TIPS – Using Wikipedia

I will occasionally include links to Wikipedia articles as part of your readings, so I want to explain what I think are appropriate and inappropriate uses of Wikiepedia.


You may have been told by your instructors that Wikipedia is not a reliable source for evidence to support claims in academic papers, and I share that belief. When you want to support the claims you make in an academic argument, you need to draw on evidence that meets academia’s high standards of credibility, such as studies or analyses that have been published in peer-reviewed scholarly journals. But when you want some brief background information on an issue, event, or person, Wikipedia is a fine place to start.


Wikipedia’s mission is to provide readers with information about a wide range of topics, but to meet Wikipedia’s quality standards, the information must be referenced with outside sources, contain no original research, and be free of noticeable bias or slant. As you may have noticed on some entries, when the reliability of information or potential bias is called into question, you will see a box at the top of the page that lets you know that as well as any other issues readers have noted. You can also find out more about the history and earlier versions of any entry by following the links to “discussion,” “edit this page,” and “history” at the top of each page.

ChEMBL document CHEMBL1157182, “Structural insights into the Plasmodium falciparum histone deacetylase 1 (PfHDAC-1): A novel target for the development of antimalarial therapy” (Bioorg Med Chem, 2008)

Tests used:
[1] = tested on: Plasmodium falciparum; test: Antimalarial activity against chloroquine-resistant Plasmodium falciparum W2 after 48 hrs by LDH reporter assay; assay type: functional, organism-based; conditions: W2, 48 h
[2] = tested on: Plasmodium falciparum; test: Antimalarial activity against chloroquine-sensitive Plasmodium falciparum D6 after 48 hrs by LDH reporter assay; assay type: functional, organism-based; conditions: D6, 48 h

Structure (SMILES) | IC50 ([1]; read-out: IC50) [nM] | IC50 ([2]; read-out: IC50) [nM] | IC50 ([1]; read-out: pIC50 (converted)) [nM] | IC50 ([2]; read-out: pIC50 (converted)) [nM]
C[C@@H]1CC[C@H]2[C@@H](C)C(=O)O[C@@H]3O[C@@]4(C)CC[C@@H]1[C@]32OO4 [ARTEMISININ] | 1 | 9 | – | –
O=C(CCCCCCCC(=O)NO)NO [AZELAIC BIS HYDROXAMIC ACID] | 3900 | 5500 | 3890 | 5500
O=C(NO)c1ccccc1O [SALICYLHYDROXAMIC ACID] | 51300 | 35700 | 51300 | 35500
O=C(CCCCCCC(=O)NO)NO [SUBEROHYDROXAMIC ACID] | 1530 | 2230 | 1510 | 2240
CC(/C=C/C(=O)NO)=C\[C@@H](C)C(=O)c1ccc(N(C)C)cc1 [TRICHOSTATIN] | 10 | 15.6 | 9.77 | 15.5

One of the unique features of Wikipedia as a means of distributing information is that it is an ongoing, collaborative project that is, to some extent, self-censored by the people who have a vested interest in each issue. These are the people who engage in the discussions forums, often dispute the accuracy of facts and data or call for additional references, and participate in revisions of each entry. In rhetorical terms, we would call these people a “discourse community” because they share a common language and purpose. And because these people keep an eye on the entries they’re interested in, the information is more trustworthy than what you might find on an individuals’ personal home page or blog. However, some entries are more fully developed than others and some cite more reliable sources than others, so continue to use your own critical judgment when you consult Wikipedia entries for information.


To read more about Wikipedia’s standards for reliability and policies, see the About Wikipedia page, their policies, and their standards for verifiability.